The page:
What do you do when your carefully crafted plan simply doesn’t pay off? Do you abandon it, cut your losses, but risk losing face, or hold on, risking further economic pain? Saudi Arabia’s oil minister must be pondering that very question ahead of the December Opec meeting.
Exactly one year ago, Saudi Arabia, Opec’s largest producer, caused one of the biggest ever upheavals in the oil market. At the 2014 Opec meeting, it blocked a cut in output, choosing to defend its market share instead of defending the oil price in the face of persistent oversupply. Its aim was to push out the highest cost producers and hope for prices to recover once supply fell. Basic economics 101.
The following year didn’t exactly go according to Saudi Arabia’s plan or to the economic textbook. Brent crude prices plummeted by 45 per cent as US shale production didn’t fall as quickly as anticipated and global oil demand remained weak. And that slump itself was no smooth ride. Volatility was the overriding theme of the year in oil. Many who had called the bottom in March rejoiced in April when prices rallied by 21 per cent, only to see those gains evaporate again.
Is Saudi Arabia now calling it quits? A Saudi cabinet briefing last week seemed to indicate just that. The “cabinet stressed the Kingdom’s role in the stability of the oil market, its constant readiness and continuing pursuit to cooperate with all oil producing and exporting countries.” Oil rallied more than 3 per cent on these comments.
However, Natixis’s Abhishek Deshpande wrote last week: “we still believe, if Saudi Arabia wants its strategy... to work, it is unlikely to give up now when they are seeing the impact of low oil on investments in non-Opec and even Opec now.”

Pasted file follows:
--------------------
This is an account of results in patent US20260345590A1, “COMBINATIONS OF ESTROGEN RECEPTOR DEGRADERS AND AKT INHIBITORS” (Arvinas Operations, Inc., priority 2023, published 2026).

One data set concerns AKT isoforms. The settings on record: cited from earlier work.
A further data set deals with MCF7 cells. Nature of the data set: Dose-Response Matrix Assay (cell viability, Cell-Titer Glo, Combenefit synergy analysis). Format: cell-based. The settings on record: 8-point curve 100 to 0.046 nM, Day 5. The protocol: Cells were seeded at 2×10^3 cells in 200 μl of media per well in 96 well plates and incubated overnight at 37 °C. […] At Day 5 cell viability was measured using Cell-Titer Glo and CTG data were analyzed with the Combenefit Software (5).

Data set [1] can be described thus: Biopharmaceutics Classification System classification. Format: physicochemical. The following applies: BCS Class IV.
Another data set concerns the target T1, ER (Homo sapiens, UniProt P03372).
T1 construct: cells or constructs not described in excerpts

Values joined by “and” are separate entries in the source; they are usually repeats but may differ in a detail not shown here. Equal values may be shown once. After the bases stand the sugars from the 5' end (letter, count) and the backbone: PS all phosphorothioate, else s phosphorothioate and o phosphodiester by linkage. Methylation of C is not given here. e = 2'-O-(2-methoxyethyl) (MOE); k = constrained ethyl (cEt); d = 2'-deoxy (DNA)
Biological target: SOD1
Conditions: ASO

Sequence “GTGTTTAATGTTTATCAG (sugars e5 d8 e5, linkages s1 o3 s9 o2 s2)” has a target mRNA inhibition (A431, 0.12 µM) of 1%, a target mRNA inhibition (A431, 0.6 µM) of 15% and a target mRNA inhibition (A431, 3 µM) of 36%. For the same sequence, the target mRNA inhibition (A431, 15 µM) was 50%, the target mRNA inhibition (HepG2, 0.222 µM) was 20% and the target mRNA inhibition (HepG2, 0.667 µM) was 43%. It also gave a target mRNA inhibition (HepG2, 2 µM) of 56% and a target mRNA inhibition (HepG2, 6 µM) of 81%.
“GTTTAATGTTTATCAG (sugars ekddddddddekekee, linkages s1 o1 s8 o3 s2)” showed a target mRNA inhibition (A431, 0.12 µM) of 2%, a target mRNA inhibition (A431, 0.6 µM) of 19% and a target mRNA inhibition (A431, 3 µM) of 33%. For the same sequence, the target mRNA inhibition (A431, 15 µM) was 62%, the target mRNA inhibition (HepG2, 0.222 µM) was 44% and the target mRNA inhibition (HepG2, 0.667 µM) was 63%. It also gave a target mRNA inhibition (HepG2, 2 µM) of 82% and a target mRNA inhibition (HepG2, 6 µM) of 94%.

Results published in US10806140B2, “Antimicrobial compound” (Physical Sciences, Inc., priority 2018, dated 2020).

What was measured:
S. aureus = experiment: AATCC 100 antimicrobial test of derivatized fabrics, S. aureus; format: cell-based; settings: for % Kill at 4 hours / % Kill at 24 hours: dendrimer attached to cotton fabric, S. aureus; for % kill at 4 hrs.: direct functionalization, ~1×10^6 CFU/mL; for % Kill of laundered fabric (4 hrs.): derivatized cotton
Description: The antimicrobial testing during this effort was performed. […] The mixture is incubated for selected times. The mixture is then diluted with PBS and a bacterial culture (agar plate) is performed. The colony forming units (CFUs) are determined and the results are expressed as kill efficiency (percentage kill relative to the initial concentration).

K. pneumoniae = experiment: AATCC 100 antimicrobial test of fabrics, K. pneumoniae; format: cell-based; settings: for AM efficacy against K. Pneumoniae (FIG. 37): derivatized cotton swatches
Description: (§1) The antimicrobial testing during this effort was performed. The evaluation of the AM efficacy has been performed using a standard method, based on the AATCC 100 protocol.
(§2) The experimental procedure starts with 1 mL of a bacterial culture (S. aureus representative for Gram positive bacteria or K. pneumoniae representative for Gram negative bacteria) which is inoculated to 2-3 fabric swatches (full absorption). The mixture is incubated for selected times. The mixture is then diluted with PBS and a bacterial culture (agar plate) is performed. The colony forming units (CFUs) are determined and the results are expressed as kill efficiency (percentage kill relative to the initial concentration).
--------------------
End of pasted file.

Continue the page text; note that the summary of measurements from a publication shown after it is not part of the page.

Petromatrix, an oil research firm, struck a more nuanced tone, stating that, while the cabinet’s comments cannot be viewed as a sign that a production cut is imminent, it does signal a slight shift in tone. “We are approaching the Opec meeting with an open mind as we consider the Saudi November 2014 policy as not working.”
But the pros of continuing the drastic policy of defending market share seem to outweigh its cons. First, it is just a matter of time before the Saudi strategy shows through in the form of lower production elsewhere and higher prices. The dynamics of supply and demand will produce an equilibrium at some point. Patience is a virtue here. More and more producers find it uneconomical to produce oil at these prices. Some have gone bankrupt, some have merged. More market cleansing is in the offing.
Second, I simply don’t see why Saudi Arabia as the kingpin of Opec is willing to risk losing face and renege on its strategy. It would equate to Saudi Arabia saying: “sorry guys, the weak oil price is really killing our budget and we got it completely wrong – market forces don’t drive the oil price anymore. Good luck to everyone else out there.”
There is a chance this train of thought is flawed and the oil price would actually rally sustainably were the Saudis to let go of their policy. In that case, Saudi Arabia still faces a huge hit to its credibility and might see its standing within Opec weakened.
Stick to your plan, and wait out the rough ride. The most efficient producers will soon emerge. And until prices recover, the oil consuming nations will get the benefit of an extended tax cut.
City A.M.'s opinion pages are a place for thought-provoking views and debate. These views are not necessarily shared by City A.M.